By Brendan Sasso - 07/23/13 12:46 PM EDT
“We’re really excited to be joining the Internet Association,” Erik Martin, Reddit's general manager, said in a statement.
“In spite of Reddit being an incredibly effective way to lower workplace productivity, we've also seen how online communities can have a transformative economic impact," he said. "It's critically important to help leaders and policy makers at all levels understand the powerful and sometimes chaotic Internet economy, and to ensure that it remains protected to be able to operate freely.”
Michael Beckerman, the president and CEO of the Internet Association, said he is "ecstatic" to have Reddit join his group.
“User empowerment is an integral component of what we do and what we stand for. The Reddit community is unique and powerful with an important policy voice," he said. "Shortsighted government regulations harm the innovative progress that the user community propels. We welcome innovators like Reddit to join our cause as we educate policymakers about the critical value of a free and innovative Internet on our future.”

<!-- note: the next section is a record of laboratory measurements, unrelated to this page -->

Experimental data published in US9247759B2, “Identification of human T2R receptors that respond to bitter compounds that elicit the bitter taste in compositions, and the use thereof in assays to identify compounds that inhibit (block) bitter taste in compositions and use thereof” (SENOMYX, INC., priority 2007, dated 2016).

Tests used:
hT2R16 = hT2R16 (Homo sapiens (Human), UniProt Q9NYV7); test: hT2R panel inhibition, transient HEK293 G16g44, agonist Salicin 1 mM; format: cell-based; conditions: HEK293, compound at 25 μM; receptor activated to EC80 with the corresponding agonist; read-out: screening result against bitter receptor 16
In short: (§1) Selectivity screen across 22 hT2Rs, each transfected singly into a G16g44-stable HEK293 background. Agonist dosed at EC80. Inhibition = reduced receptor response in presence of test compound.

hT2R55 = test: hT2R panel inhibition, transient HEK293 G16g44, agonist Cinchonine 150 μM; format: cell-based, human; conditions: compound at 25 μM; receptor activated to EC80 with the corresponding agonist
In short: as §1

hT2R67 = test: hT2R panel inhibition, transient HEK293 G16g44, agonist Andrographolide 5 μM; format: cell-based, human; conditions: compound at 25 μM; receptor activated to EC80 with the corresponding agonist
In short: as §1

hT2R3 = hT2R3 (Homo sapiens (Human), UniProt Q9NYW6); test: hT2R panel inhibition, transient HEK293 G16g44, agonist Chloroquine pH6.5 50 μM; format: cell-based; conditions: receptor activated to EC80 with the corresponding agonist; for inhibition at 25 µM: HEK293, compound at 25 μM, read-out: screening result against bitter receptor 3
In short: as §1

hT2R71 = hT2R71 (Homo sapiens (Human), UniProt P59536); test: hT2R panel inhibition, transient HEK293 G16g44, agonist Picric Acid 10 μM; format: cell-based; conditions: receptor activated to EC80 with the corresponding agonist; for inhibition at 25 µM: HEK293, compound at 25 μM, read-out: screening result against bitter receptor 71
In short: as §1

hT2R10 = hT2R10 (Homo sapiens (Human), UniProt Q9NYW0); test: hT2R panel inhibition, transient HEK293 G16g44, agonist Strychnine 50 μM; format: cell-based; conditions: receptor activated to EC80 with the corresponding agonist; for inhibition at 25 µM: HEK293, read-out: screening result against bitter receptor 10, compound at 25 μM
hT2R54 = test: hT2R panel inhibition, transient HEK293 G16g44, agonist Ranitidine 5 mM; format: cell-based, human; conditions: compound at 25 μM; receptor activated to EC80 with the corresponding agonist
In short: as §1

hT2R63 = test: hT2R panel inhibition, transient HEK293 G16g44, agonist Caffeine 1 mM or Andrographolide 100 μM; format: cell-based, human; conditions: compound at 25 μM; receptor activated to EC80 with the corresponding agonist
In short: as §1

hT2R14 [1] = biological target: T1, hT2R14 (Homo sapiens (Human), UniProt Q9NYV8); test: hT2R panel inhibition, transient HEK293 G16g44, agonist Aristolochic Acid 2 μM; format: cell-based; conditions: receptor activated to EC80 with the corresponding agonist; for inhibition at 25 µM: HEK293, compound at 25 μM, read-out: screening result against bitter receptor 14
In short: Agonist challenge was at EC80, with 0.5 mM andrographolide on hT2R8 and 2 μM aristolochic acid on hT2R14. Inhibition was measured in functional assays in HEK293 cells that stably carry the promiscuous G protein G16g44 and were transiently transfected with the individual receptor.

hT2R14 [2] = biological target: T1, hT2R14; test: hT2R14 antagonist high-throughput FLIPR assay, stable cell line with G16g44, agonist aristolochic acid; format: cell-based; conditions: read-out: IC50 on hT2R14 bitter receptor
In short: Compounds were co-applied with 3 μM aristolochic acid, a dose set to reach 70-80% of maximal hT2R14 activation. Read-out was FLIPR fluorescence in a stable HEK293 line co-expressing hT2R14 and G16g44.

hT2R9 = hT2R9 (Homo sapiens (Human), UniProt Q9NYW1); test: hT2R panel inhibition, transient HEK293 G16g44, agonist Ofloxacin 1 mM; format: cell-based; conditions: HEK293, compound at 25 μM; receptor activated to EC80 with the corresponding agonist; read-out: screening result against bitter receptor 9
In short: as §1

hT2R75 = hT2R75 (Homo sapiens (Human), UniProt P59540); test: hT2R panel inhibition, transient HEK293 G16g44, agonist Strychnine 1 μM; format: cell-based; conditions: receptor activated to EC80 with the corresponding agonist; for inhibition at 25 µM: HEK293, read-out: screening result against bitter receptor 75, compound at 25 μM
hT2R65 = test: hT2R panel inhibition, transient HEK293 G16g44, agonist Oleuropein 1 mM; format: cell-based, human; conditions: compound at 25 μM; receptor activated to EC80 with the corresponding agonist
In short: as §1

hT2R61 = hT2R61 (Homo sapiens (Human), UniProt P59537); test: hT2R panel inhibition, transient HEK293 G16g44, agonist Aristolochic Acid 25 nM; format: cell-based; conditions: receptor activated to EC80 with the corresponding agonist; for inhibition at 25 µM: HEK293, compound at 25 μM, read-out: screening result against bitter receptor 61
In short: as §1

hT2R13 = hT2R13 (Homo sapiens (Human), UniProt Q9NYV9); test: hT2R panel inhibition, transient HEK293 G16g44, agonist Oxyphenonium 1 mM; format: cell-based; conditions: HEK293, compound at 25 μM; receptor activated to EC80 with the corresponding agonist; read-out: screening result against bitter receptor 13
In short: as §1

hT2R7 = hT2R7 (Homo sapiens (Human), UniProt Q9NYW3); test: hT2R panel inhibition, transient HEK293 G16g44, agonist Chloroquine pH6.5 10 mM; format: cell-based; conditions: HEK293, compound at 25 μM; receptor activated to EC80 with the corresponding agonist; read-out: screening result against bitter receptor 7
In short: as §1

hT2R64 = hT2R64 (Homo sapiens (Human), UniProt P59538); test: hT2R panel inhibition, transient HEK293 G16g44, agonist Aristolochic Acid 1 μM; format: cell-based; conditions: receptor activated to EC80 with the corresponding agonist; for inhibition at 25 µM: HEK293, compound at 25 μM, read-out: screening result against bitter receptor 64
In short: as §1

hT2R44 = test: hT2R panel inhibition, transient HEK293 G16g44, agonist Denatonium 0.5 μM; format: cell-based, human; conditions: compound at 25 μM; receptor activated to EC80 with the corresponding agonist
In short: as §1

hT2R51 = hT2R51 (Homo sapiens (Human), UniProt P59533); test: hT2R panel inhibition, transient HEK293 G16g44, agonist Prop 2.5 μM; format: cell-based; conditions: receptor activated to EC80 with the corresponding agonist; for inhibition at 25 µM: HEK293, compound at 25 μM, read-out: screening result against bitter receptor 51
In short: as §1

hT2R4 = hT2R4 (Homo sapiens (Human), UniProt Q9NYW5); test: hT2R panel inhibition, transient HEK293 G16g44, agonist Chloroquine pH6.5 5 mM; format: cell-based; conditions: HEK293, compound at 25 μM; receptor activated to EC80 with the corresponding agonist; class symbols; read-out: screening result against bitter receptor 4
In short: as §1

Reddit was founded in 2005 by Steve Huffman and Alexis Ohanian and is now a subsidiary of AdvancePublications, which also owns Conde Nast. Users submit content, and then other users vote either up or down to determine how prominently the post is displayed.
The site has become a popular destination for celebrities and politicians to answer questions and promote themselves. President Obama's "ask me anything" session last year was one of the most popular discussion threads of all time on the site.